A refreshed and refocused Malkin has played like a ninja this preseason after devoting himself fully to a training-intensive3 offseason (Pittsburgh strength and conditioning coach Mike Kadar traveled to Geno's native Russia for nearly three weeks this summer to personally work with him, Pai Mei steez) and tiptoeing back onto the ice only to dish out holy-shit death blows with impossible grace. His return to a Pittsburgh team that managed to survive the loss of both him and Sid for the last 29 games of last season — earning CILFy Dan Bylsma a Jack Adams Award for coach of the year — is at once a really big deal and terrifyingly overlooked. In a recent list of hockey's top 50 players, Malkin came in at 22, and Bodog's preseason prop lines initially had him at 30/1 for the Hart Trophy, awarded to the league's MVP. The line has since moved to the more sensible 14/1.4 Crosby's absence is obviously huge, but so is Malkin's presence. Even scarier, the man's barely 25 years old.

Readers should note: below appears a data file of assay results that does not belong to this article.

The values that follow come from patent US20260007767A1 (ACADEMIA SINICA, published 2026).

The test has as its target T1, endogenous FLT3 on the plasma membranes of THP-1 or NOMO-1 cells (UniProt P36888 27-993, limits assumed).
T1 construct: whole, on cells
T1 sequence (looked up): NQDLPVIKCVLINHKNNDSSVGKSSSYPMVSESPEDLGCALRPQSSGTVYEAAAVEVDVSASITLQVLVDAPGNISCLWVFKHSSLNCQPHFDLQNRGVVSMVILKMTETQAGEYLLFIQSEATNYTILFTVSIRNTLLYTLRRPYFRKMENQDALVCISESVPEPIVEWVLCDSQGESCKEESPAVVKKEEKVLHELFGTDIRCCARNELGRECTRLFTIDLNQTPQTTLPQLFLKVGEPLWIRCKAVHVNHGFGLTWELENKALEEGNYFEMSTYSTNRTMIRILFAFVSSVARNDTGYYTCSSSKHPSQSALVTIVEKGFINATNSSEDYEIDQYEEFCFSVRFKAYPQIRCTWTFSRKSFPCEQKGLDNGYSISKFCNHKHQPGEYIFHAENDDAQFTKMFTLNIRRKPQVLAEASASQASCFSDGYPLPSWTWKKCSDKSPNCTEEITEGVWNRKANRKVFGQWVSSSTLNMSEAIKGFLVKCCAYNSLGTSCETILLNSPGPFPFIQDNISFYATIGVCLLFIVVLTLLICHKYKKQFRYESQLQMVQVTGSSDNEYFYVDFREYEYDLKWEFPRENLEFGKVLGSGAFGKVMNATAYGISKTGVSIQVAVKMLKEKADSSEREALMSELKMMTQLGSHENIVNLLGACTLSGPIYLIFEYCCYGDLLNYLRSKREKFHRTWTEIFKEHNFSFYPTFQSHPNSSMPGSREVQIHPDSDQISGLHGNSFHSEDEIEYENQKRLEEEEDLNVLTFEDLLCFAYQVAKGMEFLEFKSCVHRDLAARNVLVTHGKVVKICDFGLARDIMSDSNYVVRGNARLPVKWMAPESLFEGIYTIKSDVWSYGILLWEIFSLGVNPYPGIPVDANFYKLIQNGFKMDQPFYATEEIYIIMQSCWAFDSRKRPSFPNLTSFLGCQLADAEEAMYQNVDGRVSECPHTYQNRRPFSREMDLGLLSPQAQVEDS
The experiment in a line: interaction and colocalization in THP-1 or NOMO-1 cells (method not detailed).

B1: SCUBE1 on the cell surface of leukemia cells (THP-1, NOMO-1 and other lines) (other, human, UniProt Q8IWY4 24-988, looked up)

3. Close the curtains! The Stanley Cup hangover